We Made JFK’s Famous Waffles, and Here’s What We Learned

  • John F. Kennedy portrait
John F. Kennedy portrait
Bettmann via Getty Images

Like everything else they do while in office, the food preferences of the United States Presidents are meticulously documented. The eating habits of the commanders in chief become the object of scrutiny, and can even help shape the popularity of certain dishes. Thomas Jefferson, for instance, is credited with introducing multiple recipes to the New World, including macaroni, ice cream, and French fries. John Tyler had a popular type of pie named after him, and Ronald Reagan was famous for keeping a jar of Jelly Belly jelly beans on his desk

The 35th President, John F. Kennedy, is no exception. In fact, among the documents on his presidency preserved in the National Archives is a small recipe card featuring his family waffle recipe. Over the years, various cookbooks requested family recipes from the Kennedys, and one that was frequently shared was this waffle recipe, which JFK often requested himself from the White House chefs. 

As a lover of both history and waffles, I decided to make these waffles for myself and see if I could bring the Kennedy experience to my own kitchen. Here’s what I discovered about JFK’s famous breakfast dish. 

Photo credit: Bettmann via Getty Images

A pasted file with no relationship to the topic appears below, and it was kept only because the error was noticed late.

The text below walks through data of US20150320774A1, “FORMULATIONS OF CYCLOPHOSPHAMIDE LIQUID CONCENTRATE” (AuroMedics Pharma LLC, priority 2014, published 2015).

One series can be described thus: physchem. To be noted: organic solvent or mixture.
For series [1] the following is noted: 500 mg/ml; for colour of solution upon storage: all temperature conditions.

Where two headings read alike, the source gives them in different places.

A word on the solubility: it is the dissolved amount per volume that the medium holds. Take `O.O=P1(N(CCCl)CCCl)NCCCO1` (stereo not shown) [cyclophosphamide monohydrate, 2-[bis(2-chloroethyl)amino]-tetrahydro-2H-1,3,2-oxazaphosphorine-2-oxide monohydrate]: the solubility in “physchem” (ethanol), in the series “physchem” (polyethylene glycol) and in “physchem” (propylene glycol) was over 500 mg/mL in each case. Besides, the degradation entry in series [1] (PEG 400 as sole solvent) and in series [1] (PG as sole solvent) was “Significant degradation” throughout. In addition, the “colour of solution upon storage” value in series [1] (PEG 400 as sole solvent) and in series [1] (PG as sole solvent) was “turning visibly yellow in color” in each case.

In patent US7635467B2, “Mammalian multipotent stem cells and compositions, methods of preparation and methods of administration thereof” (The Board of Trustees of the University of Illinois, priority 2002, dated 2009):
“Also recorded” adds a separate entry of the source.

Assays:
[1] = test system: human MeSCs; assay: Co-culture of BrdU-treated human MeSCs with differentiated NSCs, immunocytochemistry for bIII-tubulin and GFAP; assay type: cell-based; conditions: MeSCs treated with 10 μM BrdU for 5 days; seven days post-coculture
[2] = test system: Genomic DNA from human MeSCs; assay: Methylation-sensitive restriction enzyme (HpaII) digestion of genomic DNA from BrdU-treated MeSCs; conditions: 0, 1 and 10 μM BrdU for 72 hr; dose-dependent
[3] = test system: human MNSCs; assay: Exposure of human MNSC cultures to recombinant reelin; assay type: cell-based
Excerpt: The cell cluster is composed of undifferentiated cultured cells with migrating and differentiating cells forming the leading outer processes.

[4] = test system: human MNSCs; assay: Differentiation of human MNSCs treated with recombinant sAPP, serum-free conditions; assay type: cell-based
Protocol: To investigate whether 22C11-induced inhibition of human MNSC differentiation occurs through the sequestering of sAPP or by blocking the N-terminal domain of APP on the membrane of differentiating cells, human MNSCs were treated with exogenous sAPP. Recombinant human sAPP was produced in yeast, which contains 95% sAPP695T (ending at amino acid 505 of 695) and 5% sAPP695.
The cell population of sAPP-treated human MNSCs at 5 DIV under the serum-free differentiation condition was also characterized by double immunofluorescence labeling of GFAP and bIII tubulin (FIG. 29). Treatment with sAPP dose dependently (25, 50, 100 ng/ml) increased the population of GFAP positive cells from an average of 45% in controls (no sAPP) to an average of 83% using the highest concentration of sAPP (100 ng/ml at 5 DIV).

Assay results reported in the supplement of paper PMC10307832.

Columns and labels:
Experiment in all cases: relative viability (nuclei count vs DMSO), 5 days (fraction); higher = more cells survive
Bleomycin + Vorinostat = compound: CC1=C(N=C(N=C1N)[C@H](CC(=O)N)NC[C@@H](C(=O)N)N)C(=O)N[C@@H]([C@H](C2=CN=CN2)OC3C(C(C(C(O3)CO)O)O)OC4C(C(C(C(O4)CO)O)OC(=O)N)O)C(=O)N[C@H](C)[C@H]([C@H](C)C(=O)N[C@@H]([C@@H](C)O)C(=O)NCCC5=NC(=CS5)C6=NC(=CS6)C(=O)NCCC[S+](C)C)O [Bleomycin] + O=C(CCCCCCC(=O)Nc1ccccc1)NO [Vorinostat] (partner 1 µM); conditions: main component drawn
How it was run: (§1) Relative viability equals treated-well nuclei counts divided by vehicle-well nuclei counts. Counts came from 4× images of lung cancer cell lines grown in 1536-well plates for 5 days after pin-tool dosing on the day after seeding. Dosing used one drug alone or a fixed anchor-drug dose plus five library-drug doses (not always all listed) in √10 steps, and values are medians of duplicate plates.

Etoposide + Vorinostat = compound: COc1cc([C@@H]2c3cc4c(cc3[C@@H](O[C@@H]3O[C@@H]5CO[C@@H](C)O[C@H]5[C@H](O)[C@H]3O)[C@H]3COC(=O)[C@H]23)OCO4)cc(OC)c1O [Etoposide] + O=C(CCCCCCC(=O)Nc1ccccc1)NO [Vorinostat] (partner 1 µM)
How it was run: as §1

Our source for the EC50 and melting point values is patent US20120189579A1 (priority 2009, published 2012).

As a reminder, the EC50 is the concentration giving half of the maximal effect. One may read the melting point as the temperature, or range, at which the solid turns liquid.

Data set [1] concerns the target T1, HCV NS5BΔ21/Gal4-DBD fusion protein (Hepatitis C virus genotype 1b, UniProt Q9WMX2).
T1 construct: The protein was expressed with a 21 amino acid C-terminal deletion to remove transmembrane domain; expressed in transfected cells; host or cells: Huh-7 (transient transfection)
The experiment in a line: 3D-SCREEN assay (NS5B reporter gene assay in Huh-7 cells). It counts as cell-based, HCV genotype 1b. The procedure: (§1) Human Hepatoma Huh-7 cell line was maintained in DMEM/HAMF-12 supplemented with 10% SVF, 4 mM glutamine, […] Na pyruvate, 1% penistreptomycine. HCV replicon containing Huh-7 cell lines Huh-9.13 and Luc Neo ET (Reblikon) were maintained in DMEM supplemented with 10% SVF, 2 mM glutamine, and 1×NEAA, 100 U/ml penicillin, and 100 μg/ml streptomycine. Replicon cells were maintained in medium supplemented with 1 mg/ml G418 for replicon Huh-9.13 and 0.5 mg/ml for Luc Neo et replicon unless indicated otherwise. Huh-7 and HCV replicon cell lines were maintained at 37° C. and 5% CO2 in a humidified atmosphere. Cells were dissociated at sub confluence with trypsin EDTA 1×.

A Classic Family Meets a Classic Dish

A breakfast staple dating back to ancient Greece, waffles are more than just pancakes with ridges. They were originally thin wafers eaten on special occasions, and, in another presidential twist, Thomas Jefferson was purported to have brought the first long-handled waffle iron to America. In the decades since, waffles have undergone several makeovers, from fluffy Belgian varieties to frozen Eggos. But no matter their shape or price, they are a quintessential breakfast dish. 

It's perhaps no surprise, then, that this recipe was so beloved by President Kennedy, who was a lover of the classics. According to the John F. Kennedy Presidential Library, JFK was fond of a smattering of traditional meals, such as New England fish chowder, corn muffins, and chocolate. However, he was also noted as being "a small eater and he often had to be reminded that it was dinner time."

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